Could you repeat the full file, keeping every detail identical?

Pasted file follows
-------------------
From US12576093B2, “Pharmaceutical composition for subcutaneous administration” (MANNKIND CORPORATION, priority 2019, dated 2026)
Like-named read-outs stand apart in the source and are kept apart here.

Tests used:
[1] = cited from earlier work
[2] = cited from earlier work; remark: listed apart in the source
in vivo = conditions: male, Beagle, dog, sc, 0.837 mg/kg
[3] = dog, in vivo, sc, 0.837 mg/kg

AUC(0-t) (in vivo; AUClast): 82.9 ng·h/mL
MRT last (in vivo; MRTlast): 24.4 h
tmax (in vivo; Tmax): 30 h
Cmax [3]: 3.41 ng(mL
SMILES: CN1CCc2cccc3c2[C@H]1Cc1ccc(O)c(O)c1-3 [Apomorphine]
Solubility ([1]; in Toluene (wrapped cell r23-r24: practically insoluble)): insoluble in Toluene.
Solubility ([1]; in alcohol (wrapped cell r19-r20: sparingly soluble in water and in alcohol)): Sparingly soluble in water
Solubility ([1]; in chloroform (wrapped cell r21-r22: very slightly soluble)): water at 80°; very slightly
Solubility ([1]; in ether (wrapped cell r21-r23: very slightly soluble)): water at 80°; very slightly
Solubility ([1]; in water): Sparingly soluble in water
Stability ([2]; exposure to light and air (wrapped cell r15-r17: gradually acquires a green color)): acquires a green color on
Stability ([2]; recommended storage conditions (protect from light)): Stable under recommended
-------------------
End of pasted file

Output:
From US12576093B2, “Pharmaceutical composition for subcutaneous administration” (MANNKIND CORPORATION, priority 2019, dated 2026)
Like-named read-outs stand apart in the source and are kept apart here.

Tests used:
[1] = cited from earlier work
[2] = cited from earlier work; remark: listed apart in the source
in vivo = conditions: male, Beagle, dog, sc, 0.837 mg/kg
[3] = dog, in vivo, sc, 0.837 mg/kg

AUC(0-t) (in vivo; AUClast): 82.9 ng·h/mL
MRT last (in vivo; MRTlast): 24.4 h
tmax (in vivo; Tmax): 30 h
Cmax [3]: 3.41 ng(mL
SMILES: CN1CCc2cccc3c2[C@H]1Cc1ccc(O)c(O)c1-3 [Apomorphine]
Solubility ([1]; in Toluene (wrapped cell r23-r24: practically insoluble)): insoluble in Toluene.
Solubility ([1]; in alcohol (wrapped cell r19-r20: sparingly soluble in water and in alcohol)): Sparingly soluble in water
Solubility ([1]; in chloroform (wrapped cell r21-r22: very slightly soluble)): water at 80°; very slightly
Solubility ([1]; in ether (wrapped cell r21-r23: very slightly soluble)): water at 80°; very slightly
Solubility ([1]; in water): Sparingly soluble in water
Stability ([2]; exposure to light and air (wrapped cell r15-r17: gradually acquires a green color)): acquires a green color on
Stability ([2]; recommended storage conditions (protect from light)): Stable under recommended